In my parent’s case, the property abstract was fragmented, and did not go back to the time the house was built. In that case, more digging at local archives will likely be beneficial. Because previous owners and neighbors indicated that the house was a tavern, I went looking for proof. By digging in town records, I was able to find the tavern license that the first owner of the house obtained from the town council to run a tavern and serve alcohol. Building permits are usually at the county court house, or possibly the historical society. In older town records, petitions to build new buildings are often included in the general land surveyor records, and these records will likely give you the dates of construction for the house.
If you are interested in house owners, censuses are a great way to learn about who else has lived in your house. Censuses tie individuals to a specific location, so all you need to do is find your address on the census every ten years to track the people that came through your house.
Whether your house is 20 or 200 years old, there are a lot of places to look to find out what it has been doing since it was built. Decorating your house with photographs, documents, and memorabilia from its past is a fun way of remembering what your house has been a part of. If you enjoy family history, you will likely find property research just as enjoyable!
As genealogists and family historians there is always the question in the back our minds thinking, how will I cite this source? There are many different citation methods out there but many of them do not give guidelines for the same original records we look at. We are all taught to cite the records so another researcher could find it again. But we are also supposed to cite the record back to the original source, if we can. This has caused some headache to many researchers, including this one, as we have tried to cite the many different records we are using.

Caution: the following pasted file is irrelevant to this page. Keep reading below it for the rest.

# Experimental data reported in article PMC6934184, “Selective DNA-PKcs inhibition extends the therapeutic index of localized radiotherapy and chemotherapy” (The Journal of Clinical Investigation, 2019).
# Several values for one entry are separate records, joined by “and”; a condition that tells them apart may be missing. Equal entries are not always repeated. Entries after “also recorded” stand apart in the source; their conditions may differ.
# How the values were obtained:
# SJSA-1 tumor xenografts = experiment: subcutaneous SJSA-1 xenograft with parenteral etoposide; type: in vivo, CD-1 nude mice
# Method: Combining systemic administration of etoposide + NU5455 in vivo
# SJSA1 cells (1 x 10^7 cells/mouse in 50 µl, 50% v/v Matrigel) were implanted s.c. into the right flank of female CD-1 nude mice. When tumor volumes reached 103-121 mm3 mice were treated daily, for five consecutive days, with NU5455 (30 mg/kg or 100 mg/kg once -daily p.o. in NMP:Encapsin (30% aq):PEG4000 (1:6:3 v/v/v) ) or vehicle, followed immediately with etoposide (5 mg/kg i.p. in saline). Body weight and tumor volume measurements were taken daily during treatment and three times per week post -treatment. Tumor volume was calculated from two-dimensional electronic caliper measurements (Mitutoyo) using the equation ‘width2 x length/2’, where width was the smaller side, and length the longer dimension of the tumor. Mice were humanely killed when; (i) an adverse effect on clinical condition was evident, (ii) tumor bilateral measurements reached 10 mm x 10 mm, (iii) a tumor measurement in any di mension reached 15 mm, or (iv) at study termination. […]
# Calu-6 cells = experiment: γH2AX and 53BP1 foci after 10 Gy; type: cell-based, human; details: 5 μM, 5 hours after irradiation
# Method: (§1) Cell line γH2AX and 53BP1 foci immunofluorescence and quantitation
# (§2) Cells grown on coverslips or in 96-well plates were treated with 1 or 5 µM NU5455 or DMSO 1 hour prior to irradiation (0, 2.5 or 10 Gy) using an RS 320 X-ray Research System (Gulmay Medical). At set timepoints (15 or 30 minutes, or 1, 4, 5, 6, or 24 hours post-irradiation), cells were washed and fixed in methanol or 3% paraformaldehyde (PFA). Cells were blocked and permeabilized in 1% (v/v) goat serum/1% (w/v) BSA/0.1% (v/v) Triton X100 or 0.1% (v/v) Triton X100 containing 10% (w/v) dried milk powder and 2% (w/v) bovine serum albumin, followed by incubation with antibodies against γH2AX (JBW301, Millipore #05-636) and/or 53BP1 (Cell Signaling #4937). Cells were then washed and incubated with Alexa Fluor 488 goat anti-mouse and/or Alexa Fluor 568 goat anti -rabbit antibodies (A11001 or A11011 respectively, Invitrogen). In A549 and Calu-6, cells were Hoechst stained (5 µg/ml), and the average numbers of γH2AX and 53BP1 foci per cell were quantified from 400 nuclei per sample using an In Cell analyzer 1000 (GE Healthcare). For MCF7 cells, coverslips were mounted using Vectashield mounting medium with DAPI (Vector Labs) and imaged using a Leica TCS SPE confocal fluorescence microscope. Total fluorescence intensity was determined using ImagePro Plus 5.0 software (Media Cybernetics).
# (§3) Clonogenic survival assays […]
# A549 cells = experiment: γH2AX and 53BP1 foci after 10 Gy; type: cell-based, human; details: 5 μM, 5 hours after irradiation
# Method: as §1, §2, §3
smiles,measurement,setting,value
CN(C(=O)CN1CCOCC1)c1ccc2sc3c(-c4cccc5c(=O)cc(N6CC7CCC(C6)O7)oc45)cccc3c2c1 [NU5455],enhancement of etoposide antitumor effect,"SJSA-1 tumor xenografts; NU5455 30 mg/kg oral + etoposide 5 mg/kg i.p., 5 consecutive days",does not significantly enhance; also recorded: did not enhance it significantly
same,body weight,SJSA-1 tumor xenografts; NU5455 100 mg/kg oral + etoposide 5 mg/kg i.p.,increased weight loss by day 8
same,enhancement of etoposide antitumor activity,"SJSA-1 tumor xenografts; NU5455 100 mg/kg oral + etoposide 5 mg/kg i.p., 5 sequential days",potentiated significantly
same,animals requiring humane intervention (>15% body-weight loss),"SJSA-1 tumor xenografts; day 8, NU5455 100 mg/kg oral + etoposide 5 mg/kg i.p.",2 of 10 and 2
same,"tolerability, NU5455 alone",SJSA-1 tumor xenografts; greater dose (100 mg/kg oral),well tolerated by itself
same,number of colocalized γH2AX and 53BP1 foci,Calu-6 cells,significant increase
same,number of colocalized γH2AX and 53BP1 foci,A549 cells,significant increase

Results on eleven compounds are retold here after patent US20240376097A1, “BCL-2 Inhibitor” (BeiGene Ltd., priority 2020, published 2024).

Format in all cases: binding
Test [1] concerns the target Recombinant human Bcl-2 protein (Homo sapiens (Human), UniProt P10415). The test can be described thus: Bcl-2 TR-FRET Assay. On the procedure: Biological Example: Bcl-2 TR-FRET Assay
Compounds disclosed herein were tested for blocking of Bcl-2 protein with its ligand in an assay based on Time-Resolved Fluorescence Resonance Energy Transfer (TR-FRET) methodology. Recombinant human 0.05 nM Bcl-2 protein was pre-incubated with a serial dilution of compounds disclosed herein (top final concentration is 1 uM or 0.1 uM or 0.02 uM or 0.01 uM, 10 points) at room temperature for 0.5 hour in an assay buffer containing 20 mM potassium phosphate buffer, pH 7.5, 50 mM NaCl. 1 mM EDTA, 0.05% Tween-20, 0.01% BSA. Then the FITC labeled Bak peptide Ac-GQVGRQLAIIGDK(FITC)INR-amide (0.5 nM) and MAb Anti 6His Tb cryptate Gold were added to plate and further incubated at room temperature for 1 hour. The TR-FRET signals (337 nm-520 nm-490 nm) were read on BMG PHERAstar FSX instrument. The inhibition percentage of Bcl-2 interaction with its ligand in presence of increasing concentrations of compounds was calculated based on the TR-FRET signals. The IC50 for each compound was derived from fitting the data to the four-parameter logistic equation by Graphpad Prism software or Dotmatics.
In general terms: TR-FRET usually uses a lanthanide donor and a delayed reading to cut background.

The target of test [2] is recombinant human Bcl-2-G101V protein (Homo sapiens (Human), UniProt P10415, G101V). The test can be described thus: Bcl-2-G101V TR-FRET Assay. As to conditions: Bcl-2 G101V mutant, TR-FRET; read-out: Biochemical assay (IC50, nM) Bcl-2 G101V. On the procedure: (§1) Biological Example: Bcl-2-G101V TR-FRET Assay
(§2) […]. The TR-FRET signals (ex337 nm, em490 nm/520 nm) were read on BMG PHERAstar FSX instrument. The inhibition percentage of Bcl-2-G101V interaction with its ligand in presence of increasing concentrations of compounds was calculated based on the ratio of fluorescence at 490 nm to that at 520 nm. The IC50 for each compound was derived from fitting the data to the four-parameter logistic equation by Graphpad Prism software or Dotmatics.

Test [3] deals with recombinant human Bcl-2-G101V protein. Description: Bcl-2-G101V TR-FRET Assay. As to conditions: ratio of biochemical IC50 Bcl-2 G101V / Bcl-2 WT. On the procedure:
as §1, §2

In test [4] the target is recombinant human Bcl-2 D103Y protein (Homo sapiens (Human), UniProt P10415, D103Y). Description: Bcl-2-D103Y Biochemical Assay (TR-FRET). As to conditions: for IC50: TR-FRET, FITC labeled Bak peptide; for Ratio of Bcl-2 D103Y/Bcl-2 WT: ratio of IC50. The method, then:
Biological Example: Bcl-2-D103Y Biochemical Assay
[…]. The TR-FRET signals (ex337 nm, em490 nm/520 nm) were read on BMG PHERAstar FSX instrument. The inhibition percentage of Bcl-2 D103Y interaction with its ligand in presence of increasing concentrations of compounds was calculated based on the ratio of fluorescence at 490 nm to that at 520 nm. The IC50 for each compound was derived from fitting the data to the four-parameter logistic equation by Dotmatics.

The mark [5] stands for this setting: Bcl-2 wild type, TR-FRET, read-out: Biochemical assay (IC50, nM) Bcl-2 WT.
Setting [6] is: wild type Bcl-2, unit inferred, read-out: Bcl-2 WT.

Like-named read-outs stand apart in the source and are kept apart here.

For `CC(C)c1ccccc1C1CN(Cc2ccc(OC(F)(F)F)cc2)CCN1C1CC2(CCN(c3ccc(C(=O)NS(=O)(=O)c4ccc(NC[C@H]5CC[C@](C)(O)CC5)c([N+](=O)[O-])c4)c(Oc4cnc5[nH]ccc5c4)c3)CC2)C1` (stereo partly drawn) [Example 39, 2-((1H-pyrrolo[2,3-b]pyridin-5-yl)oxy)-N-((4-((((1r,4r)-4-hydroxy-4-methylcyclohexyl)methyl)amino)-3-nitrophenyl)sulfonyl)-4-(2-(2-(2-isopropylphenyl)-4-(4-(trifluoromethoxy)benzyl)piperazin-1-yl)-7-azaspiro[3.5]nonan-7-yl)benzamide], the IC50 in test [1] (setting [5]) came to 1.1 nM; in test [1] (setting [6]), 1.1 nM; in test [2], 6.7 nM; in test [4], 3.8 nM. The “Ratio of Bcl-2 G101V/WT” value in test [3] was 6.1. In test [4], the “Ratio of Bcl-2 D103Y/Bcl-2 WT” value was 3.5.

Elizabeth Shown Mills published a book called Evidence Explained: Historical Analysis, Citation and Source Usage a few years ago. In this book, she provides many examples of how to source the many different types of documents we look at and use in our research. It is a great book to base your citations off of when you don’t know how to do it. However, if you’re like me, you want to write down the citation while you are looking at the source. Well, the book is full of great information and examples but it is kind of bulky. It can be a hassle to carry around to every place you are going to do research. Luckily, she has since published a website that gives examples of some explanations and some examples of the citations. The original book provides a great quick reference pages and you can view many of them on the website. It also is now available as an e-book and there are separate “cheat sheets” for different types of sources and research strategies.
One great feature on the website, that is likely looked over, is the forums page. Here users can post questions, problems, etc. for people to look at and help with. I have done a lot of Native American Research and many of the records that I have searched do not have a set citation method. So I do my best to cite it so someone else could find it again. This website can be a great place to get others’ opinions and questions on your own citation questions. I think that those who use the forums page will find that many people out there have or are struggling with citations just like them. Here they can help each other out and get to know others doing similar research.